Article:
Couples interviewed for this story said the change in plans would cost from about $1,000 up to $25,000 if they moved the ceremony to 2021 and risk sacrificing the deposits they’ve already paid. According to the Maine Center for Business and Economic Research, direct spending on weddings at Maine businesses and organizations totaled $205.9 million in 2017 and added $72 million in state and local taxes. Weddings attract 1 million visitors to the state each year and support more than 13,000 jobs, according to the report, with a total economic impact of $937 million.

Nearly all of that activity occurs between May and October. This year, large May weddings are off, June weddings are in doubt and July weddings are iffy at best. Many couples are postponing now to take away the guessing game, especially for guests who have to travel. But it’s nearly impossible to find open Saturdays in the fall. And who’s to say fall weddings will be permissible, and when they will know?

The uncertainty has led to angst.


“I wish the best to all the brides out there who are struggling,” said Bob Smith, a member of the management team at Sebasco Harbor Resort in Phippsburg, which canceled a handful of May weddings. “We can’t do anything for the next three to five weeks, but let’s play this out and let’s hope that you will still have that very special day. I think it’s way too early be worried about a September wedding and canceling now.”

Rebecca and Trevor Lewis dance during their Zoom wedding reception, with family and friends looking on. Photo courtesy of Rebecca Lewis

Maria Northcott, an officiant and owner of Maine Wedding Network, which connects wedding vendors in the state, said couples and planners are struggling together. “It’s nobody’s fault, and we’re all trying to do the best we can in terms of addressing the needs of our clients. And we are also needing to balance empathy and compassion for wedding couples with sustaining our businesses and keeping our businesses alive. This is unprecedented and painful for many couples, and equally challenging for us, who are looking at maybe half of our income for the year disappearing,” she said.

One enterprising planner has put together a wedding package for couples who want to move forward with certainty and safety. For $3,500, Gwenyth Weitkamp, owner of Fiddleheads & Finery Events Planning of Bangor, will plan a midweek “elopement package” between May 1 and Aug. 15 that includes a coastal location for the ceremony, photography and officiating, as well as a cake, flowers, hair, makeup and, when possible, assistance with hotel and dinner reservations. Guests will be limited to five, for a total of no more than 10 people involved in the ceremony, including the wedding couple.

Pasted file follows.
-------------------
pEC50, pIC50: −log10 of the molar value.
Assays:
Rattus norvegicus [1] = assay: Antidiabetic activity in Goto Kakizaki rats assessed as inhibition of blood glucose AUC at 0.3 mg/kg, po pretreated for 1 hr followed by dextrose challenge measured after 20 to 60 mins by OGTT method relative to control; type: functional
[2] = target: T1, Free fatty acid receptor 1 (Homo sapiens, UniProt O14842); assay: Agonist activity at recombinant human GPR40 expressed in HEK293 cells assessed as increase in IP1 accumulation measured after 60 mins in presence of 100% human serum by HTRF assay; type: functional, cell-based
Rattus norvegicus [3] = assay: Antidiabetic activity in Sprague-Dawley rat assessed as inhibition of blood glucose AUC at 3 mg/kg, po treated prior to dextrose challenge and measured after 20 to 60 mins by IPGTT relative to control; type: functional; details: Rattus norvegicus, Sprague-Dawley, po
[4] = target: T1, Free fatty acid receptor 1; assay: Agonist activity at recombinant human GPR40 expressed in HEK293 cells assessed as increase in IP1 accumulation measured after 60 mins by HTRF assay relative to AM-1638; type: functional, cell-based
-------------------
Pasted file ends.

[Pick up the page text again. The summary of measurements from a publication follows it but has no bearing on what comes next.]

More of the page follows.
She is targeting couples in limbo, and so far has had one inquiry. “It’s mostly a waiting game at this point. It’s been a lot of discussing and waiting and discussing and waiting. We don’t know how this is going to turn out,” she said. “I wanted to create something for people stuck in that situation.”

The Lewises, the Portland couple who wed on the Eastern Prom, didn’t want to wait. They moved to town knowing no one, disappointed they had to cancel their ceremony and honeymoon but still hopeful of getting married – somehow, somewhere – on April 11. As soon as they got to Portland, they applied for a marriage license by mail, because City Hall was closed. When their license failed to arrive, they assumed their application was languishing.

They resigned themselves to the disappointment of not being married on April 11 and decided to stage a symbolic ceremony and save the legal proceedings for later. “It would make us feel good. That felt like a good consolation, and we could get our families on Zoom,” Rebecca reasoned. “That was our plan.”


A few hours before that was going to happen, the mail arrived with their marriage license. “I was bouncing off the walls,” Rebecca said.

On impossibly short notice, they lined up an officiant, who brought along two witnesses. They staged an impromptu ceremony on the Eastern Prom, and that afternoon, back inside their new home, they got dressed up and staged the ring ceremony for their friends and family on Zoom.

“I have never done it the other way, but this felt much more intimate and special,” Rebecca said.

Her husband concurred. “It felt very unique and very intimate and personal. It was so full of love, and it just felt very much like the real thing.”